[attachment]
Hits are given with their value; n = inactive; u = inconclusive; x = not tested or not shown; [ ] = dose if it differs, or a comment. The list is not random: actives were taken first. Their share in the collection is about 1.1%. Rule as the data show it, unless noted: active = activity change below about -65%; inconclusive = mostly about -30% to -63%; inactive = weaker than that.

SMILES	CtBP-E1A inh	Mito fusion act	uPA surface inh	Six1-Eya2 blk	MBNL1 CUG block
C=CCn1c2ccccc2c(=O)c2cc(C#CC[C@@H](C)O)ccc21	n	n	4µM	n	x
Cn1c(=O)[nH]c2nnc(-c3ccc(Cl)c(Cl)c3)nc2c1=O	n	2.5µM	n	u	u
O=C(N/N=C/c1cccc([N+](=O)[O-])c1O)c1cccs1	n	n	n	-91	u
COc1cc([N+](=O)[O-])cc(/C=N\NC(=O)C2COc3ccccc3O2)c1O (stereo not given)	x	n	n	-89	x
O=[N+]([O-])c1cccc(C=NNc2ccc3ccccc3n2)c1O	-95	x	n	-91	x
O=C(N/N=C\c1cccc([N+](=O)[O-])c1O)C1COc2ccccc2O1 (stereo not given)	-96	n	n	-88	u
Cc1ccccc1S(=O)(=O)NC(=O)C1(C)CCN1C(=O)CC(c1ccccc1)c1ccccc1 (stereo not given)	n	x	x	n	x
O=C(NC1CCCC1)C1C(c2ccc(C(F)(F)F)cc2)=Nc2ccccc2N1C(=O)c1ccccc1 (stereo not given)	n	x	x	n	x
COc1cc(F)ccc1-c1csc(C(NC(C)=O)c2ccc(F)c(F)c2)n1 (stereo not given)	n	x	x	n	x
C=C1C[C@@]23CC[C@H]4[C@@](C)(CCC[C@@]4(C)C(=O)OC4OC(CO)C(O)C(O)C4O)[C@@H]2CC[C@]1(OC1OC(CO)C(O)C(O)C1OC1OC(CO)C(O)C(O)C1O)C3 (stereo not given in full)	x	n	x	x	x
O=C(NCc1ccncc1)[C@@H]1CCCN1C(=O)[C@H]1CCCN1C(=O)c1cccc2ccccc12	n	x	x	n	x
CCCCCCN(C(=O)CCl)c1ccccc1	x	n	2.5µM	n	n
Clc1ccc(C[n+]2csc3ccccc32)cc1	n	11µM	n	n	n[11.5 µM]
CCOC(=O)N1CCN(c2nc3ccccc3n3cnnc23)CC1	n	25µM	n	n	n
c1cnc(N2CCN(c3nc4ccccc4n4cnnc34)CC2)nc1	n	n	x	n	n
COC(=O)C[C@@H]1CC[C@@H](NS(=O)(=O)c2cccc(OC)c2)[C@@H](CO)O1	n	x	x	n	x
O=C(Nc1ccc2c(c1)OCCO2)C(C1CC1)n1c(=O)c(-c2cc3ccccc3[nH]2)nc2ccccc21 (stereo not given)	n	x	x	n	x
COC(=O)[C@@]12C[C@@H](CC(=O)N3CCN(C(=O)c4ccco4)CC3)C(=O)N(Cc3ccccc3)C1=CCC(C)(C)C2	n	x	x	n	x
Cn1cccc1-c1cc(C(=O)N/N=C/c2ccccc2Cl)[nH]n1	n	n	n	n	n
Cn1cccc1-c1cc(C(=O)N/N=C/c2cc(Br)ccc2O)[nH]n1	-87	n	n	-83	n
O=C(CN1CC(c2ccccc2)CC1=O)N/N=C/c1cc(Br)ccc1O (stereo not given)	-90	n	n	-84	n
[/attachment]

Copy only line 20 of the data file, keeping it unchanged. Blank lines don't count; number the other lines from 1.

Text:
COC(=O)[C@@]12C[C@@H](CC(=O)N3CCN(C(=O)c4ccco4)CC3)C(=O)N(Cc3ccccc3)C1=CCC(C)(C)C2	n	x	x	n	x